Formation of a Knowledge Management Department in a Law Firm

The following extract of my article (for Ark Group’s publication – The Evolution of the Law Firm Library Function: Transformation and integration into the business of law) was published on July 24, 2018 by Daniel Smallwood on LinkedIn.  

It supplies an exclusive insight into the absorption of my firm’s library functions into the knowledge management department, addressing the impetus for the change, its execution, what went well, and what went wrong. 

As Daniel notes in his post,  I will also be co-chairing, with Joshua Fireman, Ark Group’s 14th annual Knowledge Management in the Legal Profession conference taking place October 23rd & 24th in New York. Read more

The Future of Knowledge Management: Collaboration and Interaction – Law Schools Promoting KM

The following is an excerpt from Chapter 11 of my book, Knowledge Management for Lawyers, called “The Future of Knowledge Management in the Legal Profession.”

11.2 Collaboration and Interaction.

It is difficult to talk about the future without talking about technology. But the future of KM is not just dependent on advances in technology, although such advances will certainly play a significant role. There is an underlying factor that I believe is equally—and perhaps more—important. That is the nature of how people interact and work. With the popularity and proliferation of social media and social networking, we are seeing a change in the way people interact and behave. People are becoming more collaborative and willing to share. People are more forthcoming with information that, in a bygone era, was once considered better kept confidential. Helping others and sharing information is becoming the new default behavior. This new mindset, characterized by collaborating, cooperating, and sharing information and ideas, is the breeding ground on which knowledge management thrives and grows. This cultural shift, on a societal scale, is a factor that will predispose younger generations (some of whom are already law students and in the workforce) to embrace knowledge management.

There is also an indication of the mindset change in the way we are training our future lawyers. Several law schools have programs that stress the importance of innovation and try to prepare our future lawyers for a different kind of legal industry:

Read more

Knowledge Management Peer Group Reception at ILTA Conference on August 28, 2012

For those of you attending the ILTA Conference in Washington, DC next week, the ILTA Knowledge Management Peer Group will be holding a reception following our conference sessions on Tuesday, August 28, from 4:30 pm to 5:30 pm in the foyer area outside of National Harbor 4-5.   We hope that you can join us!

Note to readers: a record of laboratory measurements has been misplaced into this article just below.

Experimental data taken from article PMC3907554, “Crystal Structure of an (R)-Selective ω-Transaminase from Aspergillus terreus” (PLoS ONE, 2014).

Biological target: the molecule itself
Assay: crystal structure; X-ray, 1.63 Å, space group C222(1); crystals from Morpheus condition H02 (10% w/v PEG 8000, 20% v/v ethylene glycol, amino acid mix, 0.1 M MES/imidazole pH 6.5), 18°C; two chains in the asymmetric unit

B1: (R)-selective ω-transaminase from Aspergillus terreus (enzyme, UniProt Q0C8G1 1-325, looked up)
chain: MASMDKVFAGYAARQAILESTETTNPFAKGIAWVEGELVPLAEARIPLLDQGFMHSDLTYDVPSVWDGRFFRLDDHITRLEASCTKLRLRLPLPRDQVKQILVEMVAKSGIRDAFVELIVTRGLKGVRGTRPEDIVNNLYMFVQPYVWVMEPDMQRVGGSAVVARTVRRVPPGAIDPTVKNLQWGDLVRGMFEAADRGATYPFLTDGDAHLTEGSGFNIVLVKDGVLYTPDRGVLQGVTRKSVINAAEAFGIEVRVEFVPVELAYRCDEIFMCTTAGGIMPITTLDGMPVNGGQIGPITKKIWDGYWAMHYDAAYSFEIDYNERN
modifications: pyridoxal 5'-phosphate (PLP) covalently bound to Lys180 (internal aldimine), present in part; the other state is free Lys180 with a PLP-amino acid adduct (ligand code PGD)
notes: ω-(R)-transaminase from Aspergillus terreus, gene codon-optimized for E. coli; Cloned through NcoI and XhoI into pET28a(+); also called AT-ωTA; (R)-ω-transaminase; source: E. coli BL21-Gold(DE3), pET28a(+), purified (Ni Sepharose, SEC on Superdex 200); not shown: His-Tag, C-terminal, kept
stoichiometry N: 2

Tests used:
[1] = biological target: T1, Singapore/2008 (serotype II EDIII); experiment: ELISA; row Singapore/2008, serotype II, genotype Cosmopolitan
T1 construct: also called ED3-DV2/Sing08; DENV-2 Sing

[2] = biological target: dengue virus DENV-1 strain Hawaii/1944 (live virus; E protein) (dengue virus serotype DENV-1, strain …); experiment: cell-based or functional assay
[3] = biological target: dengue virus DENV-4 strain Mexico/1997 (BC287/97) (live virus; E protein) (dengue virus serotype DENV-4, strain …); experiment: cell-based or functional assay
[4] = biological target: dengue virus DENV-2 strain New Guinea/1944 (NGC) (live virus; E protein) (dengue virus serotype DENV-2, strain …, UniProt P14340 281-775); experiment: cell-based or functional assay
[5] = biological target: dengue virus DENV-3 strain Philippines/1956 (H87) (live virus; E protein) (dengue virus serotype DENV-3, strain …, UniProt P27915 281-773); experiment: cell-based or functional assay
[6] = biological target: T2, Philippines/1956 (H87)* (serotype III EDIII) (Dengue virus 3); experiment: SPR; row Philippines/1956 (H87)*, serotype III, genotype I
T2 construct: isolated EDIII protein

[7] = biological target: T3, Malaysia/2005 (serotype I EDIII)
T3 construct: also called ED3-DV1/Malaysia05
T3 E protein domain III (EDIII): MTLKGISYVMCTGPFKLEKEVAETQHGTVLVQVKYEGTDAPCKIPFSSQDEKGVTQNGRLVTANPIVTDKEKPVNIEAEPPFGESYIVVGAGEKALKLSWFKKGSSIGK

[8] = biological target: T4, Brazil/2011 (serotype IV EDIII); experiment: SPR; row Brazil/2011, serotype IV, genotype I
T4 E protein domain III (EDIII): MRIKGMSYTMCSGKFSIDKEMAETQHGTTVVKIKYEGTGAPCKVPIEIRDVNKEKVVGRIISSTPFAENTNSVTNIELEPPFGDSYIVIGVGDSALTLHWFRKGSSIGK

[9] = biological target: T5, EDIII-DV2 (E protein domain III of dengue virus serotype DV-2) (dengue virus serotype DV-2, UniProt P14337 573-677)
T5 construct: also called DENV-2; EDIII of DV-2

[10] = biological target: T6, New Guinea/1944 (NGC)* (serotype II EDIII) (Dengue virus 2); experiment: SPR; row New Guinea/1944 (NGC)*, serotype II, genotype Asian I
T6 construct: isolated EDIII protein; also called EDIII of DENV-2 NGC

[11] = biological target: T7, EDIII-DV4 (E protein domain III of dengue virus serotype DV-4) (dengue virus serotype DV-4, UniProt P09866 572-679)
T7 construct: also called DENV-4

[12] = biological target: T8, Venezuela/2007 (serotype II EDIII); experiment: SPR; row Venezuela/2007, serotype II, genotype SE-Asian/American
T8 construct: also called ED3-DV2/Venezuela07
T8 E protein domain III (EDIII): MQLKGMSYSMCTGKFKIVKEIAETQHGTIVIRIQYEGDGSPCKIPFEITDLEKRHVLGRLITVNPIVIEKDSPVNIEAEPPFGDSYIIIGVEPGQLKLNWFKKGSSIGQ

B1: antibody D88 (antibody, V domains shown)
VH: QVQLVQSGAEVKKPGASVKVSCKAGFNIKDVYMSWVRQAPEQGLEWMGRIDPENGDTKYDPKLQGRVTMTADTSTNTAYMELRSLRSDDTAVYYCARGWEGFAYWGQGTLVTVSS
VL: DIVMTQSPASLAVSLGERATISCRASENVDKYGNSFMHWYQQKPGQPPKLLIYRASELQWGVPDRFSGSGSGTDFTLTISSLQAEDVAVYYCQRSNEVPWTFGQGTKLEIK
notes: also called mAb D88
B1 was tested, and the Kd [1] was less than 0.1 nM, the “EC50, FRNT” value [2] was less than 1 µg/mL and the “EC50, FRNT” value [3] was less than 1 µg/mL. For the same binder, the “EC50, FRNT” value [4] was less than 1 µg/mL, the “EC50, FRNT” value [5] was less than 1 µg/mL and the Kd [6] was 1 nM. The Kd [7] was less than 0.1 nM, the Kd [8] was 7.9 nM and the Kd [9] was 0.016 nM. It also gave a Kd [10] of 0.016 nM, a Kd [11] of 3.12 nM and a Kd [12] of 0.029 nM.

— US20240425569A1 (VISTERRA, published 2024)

A special thank you to HighQ for sponsoring our reception.

Free KM Webinar: Best Practices and Process Improvements To Maximize Your Document Management System

Improve Your DM! Best Practices and Process Improvements To Maximize Your DMS

Join us for a free webinar on Wednesday, June 20, 2012 at  4 p.m. GMT/ 12 p.m. EST / 11:00 a.m. CST / 10:00 a.m. MST / 9:00 a.m. PST.

Have you recently thought about the structure and effectiveness of your document management system? Are the initial choices you made when implementing it still serving your business needs? Join this webinar to hear about two firms’ efforts to improve their document management systems. The presenters will discuss the implementation of best practices, standardization, naming conventions and business processes that can better capitalize on document retrieval, records management and knowledge management initiatives.


Joshua Fireman, CEO of Fireman & Company, is a respected leader in knowledge management, noted for achieving the field’s ultimate goal of having active contributions to an institutional knowledge base. Joshua was previously the vice president and general counsel of ii3 and designed enterprise-class solutions. Prior to joining ii3, Joshua led the development of McCarthy Tétrault’s knowledge management system. He can be reached at

Cindy Mahoney is a Senior Systems Administrator at Ropes & Gray LLP in New York. She has 10 years of experience with iManage as a document management administrator, project manager, development manager and consultant. Cindy currently serves on the ILTA Enterprise Content Management Peer Group Steering Committee, is a member of the DocAuto Advisory Board and is an ILTA City Rep for New York City. She is a certified Project Management Professional and can be reached at

Monroe M. Horn is the Chief Technology Officer at Sunstein Kann Murphy & Timbers LLP. He can be reached at

REGISTER online here

Questions? Please contact Kristy Costello at 512.795.4674 or

Keep Tabs Without RSS Using Google Reader

Since I’ll be discussing External Knowledge Management: Using Internet Resources to Your Advantage at LegalTech next week (see my post about it), I thought I’d share a new Google tool that can help.

Google Reader is not new, but Google just announced a new feature that allows you to follow changes to any website — even those that do not offer RSS feeds.

It’s simple: find the website you’d like to track, copy the URL into the “Add a subscription” field in Google Reader, then click “create a feed.”  I did it for my firm’s website’s articles page:


According to Google: “Reader will periodically visit the page and publish any significant changes it finds as items in a custom feed created just for that page.”

Obviously, this is a great tool for keeping up with clients’ websites that don’t offer RSS feeds.  But even if a website has RSS feeds, you may want to set up the Google Reader tracker for parts of websites that the RSS feeds do not cover.  For example, if a company has a web page listing employees, it might not publish changes to that page with an RSS feed.  You can keep tabs on who joins or leaves the company by using this new Google Reader feature.

LawyerKM :: Knowledge Management & Technology for Lawyers and Law Firms

Upcoming KM Presentations at LegalTech (and Beyond)

LegalTech New York and The Sixth Annual Law Firm Chief Information & Technology Officers Forum are right around the corner – coming up February 1 -3, 2010.  I’m looking forward to participating on a couple of panels: